Travelex currency exchange service taken down by malware attack

The New Year's Eve malware attack rendered Travelex customers being unable to order currency online

Travelex malware attackTravelex was attacked by unknown malware on New Year's Eve - all online services suspended; company forced to perform manual operations instead

London-based currency exchange company Travelex experienced a major malware attack on December 31st – it forced an immediate shut down of its UK website, as well as online services, such as currency ordering. Those that try to access the website are met with the runtime error message, although the company suggests that the site was taken down due to “planned maintenance,” as well as the “software virus” attack.

It is yet unknown what type of malware has hit Travelex, as the official Twitter statement[1] did not name anything in particular:

Statement on IT issues affecting Travelex services

Travelex confirms that a software virus was discovered on New Year's Eve which has compromised some of its services. As a precautionary measure, in order to protect data and prevent spread of the virus, we immediately took all our systems offline.

Travelex is the largest international foreign currency exchange company founded back in 1976, and currently operates more than 1,000 stores and 1,000 cash machines in 26 countries, with its primary locations being airports, train stations, and others.[2] The implications of the Travelex malware attack, depending on the nature of malicious software, might be disastrous.

While the investigation is still in its early stage and there are no details on what malware is affecting the company's services or how it managed to get in, Travelex claimed that no customer information was affected due to the incident.

Barclays, Virgin Money, Tesco Bank and multiple other banks had to suspend the currency exchange services due to Travelex malware issues

Even though the official site is in full operational order, the staff is unable to perform any type of online transactions via the website or the application, as per Twitter post. The company was forced into manual operations, serving customers via the branches in airports and other locations across the UK and other countries.

The malware incident affected not only the core business of the company, but also major banks of the UK, such as Barclays, Tesco Bank, HSBC, and many others.[3] Banks notified the customers that they are unable to accept online ordering of travel money, and they would have to visit branches to do so, citing the partner's Travelex issues.

While the statement indicated that the service should be back online as soon as possible, no particular date or time was provided. Travelex said that it deployed IT specialists, as well as third-party forensic experts, to investigate the malware attack.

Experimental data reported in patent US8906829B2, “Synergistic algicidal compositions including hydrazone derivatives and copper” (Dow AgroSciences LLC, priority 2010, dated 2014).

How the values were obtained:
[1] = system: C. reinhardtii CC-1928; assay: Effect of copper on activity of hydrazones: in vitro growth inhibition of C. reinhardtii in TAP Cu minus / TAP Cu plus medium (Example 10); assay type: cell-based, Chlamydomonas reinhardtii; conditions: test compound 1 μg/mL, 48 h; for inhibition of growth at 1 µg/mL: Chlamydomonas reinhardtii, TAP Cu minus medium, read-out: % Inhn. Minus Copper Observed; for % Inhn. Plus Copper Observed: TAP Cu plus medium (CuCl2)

Ransomware suspected

Many users were clearly dissatisfied with the situation – lack of information about the incident beyond the general statement in particular. Some customers claimed to be stranded overseas due to the incident, unable to access their funds. Additionally, many were also unsure about the personal information that is stored within the company, as multiple data breaches that affected industry giants like Equifax[4] or Marriott[5] served as a warning to customers.

A security researcher from the UK Kevin Beaumont discovered that Travelex does not use Network Level Authentication (NLA) for its AWS platform Windows servers, as well publicly exposed Remote Desktop services (RDP).[6] RDP has been one of the major ransomware attack vectors, allowing the malicious actors to manually access systems remotely by using compromised credentials, disable anti-malware, and inject the malicious payload. Unfortunately, even after so many ransomware incidents in 2019, Beaumont says that absence of NLA protection and even BlueKeep patches are still a common occurrence:

It’s really common still, if you look at it over 250k boxes have both NLA disabled and haven’t been patched for BlueKeep (so at least on or before May 2019).

According to some sources,[7] a company insider told that the culprit is indeed ransomware and that it managed to compromise multiple sensitive files located on the internal servers.

About the author
Julie Splinters
Julie Splinters - Anti-malware specialist

Julie Splinters is the News Editor of 2-spyware. Her bachelor was English Philology.

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